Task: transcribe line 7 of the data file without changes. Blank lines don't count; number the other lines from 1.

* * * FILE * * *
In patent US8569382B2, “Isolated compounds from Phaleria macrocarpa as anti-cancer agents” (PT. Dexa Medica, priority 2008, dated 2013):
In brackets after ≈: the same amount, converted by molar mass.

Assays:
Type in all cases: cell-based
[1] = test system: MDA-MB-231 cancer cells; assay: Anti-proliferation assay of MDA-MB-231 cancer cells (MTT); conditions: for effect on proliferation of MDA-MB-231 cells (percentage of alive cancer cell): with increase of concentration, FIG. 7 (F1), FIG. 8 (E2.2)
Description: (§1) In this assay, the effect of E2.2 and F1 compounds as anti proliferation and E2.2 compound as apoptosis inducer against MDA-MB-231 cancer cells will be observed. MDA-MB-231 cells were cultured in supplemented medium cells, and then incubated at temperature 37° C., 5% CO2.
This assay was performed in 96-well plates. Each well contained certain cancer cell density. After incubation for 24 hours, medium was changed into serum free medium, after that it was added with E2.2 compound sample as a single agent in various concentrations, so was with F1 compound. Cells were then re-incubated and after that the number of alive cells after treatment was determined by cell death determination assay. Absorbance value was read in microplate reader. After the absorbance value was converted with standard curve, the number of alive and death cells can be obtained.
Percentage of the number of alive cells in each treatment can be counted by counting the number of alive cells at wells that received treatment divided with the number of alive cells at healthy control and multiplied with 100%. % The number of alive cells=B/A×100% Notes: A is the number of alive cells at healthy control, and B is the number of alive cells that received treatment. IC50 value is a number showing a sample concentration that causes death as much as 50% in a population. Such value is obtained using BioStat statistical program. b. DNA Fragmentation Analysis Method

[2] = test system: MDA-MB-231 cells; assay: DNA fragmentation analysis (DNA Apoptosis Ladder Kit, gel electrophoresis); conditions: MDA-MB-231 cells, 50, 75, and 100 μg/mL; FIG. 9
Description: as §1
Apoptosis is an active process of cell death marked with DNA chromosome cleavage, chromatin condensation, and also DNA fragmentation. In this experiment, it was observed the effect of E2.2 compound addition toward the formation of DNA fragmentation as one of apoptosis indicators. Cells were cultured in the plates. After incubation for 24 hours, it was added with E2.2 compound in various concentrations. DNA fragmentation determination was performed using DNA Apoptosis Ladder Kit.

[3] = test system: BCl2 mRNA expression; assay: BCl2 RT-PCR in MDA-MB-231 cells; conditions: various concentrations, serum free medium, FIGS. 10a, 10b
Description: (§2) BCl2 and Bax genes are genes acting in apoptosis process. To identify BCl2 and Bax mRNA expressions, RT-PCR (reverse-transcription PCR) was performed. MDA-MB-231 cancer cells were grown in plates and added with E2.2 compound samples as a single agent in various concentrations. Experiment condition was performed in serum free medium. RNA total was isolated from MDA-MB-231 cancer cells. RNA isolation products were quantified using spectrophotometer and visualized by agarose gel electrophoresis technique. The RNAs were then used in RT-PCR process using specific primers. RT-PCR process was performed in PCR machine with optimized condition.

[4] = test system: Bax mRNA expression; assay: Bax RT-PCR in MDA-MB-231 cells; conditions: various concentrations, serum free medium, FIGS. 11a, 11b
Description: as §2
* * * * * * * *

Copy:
This assay was performed in 96-well plates. Each well contained certain cancer cell density. After incubation for 24 hours, medium was changed into serum free medium, after that it was added with E2.2 compound sample as a single agent in various concentrations, so was with F1 compound. Cells were then re-incubated and after that the number of alive cells after treatment was determined by cell death determination assay. Absorbance value was read in microplate reader. After the absorbance value was converted with standard curve, the number of alive and death cells can be obtained.